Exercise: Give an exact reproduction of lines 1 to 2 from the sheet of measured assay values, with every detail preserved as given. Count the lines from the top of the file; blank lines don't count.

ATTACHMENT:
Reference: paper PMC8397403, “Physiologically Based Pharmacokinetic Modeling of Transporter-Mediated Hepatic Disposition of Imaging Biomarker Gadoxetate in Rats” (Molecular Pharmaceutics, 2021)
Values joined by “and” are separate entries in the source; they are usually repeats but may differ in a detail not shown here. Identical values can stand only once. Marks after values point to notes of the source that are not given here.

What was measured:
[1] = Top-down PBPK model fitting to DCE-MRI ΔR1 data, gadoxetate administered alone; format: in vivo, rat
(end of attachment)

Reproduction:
Reference: paper PMC8397403, “Physiologically Based Pharmacokinetic Modeling of Transporter-Mediated Hepatic Disposition of Imaging Biomarker Gadoxetate in Rats” (Molecular Pharmaceutics, 2021)
Values joined by “and” are separate entries in the source; they are usually repeats but may differ in a detail not shown here. Identical values can stand only once. Marks after values point to notes of the source that are not given here.